When asked if he felt fans understood the challenges he faced in coming back, Wall said: “I don’t think so. I think they see me as the number one pick, and I’m supposed to just come out here and be spectacular every night.”
In many ways, Wall felt the same about his game, believing that he had to live up to another standard despite playing on a team and under a scheme that doesn’t require him to carry a heavy scoring burden.
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“I’m not a wannabe scoring point guard all the time. I like to get my teammates involved first and try to score when I have to,” Wall said. “It’s kind of crazy, because the way the league is going, every point guard is a scorer. You’ve got Kyrie [Irving]. You’ve got Damian Lillard. Those young guys coming up, scoring right out the bat. You got guys like Russell [Westbrook] who’s been doing it a while, and Derrick [Rose], but all I want to do is keep getting better. My game is still developing on the offensive end, but I can do more things to help my team win.”
Wall admitted he had been pressing when he hit a rough patch around the all-star break and forced the action offensively, which led to more mistakes and more stress. Before he cracked completely, his mother, Frances Pulley, came up from Raleigh, N.C., for the first time in nearly two months. She made her patented sweet tea, gave him a much-needed home-cooked meal of shrimp, fish and cabbage, and provided the same feedback as his teammates and coaches.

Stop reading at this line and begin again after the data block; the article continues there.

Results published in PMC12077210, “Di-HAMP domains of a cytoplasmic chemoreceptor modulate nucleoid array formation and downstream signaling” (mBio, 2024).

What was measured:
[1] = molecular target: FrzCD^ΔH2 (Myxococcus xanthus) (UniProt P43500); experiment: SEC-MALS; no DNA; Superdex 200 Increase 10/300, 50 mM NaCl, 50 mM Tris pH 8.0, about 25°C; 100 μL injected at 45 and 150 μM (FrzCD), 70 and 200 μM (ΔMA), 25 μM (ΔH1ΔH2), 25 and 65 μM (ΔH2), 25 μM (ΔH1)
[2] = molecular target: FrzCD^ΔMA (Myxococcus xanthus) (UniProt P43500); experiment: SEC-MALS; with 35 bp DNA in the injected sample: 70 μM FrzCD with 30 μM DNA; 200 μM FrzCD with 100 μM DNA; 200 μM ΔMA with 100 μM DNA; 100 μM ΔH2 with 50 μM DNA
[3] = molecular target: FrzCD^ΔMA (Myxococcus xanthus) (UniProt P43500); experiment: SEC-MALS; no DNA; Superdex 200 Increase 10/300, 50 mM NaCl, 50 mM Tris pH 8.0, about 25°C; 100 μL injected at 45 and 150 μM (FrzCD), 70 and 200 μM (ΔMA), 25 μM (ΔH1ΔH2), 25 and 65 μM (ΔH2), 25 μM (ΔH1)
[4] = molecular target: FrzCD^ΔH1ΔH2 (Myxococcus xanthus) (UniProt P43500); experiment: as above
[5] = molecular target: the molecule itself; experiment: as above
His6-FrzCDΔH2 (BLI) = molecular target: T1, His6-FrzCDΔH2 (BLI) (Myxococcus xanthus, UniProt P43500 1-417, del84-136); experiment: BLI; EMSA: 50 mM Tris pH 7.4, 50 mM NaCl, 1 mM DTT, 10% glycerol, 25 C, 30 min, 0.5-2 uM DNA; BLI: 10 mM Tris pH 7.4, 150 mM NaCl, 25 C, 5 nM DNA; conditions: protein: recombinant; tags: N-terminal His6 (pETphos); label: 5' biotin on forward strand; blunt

“Keep playing, fight through it, you know. It’s a tough time that you’re going through. And every game is not going to be perfect,” Wall said she told him. “It’s kind of like hitting the rookie wall. I felt kind of so frustrated because the games we lost was games that I had the opportunity to step up and do something big. I just had to take the blame on myself and move forward, come out and keep playing aggressive.”
Beal has been on a surge since the beginning of the calendar year but landed awkwardly after jumping to contest an expected shot by 76ers all-star guard Jrue Holiday. With a fourth-quarter go-to option no longer around, one who already has a game-winning jumper under his belt, Wall was forced to be more assertive. But that also required him to show some faith in his unpolished jumper.
“He has great confidence,” Wittman said, “and that’s what you have to have obviously, at this level and it came through. It was a stepping stone. He’s making the strides now.”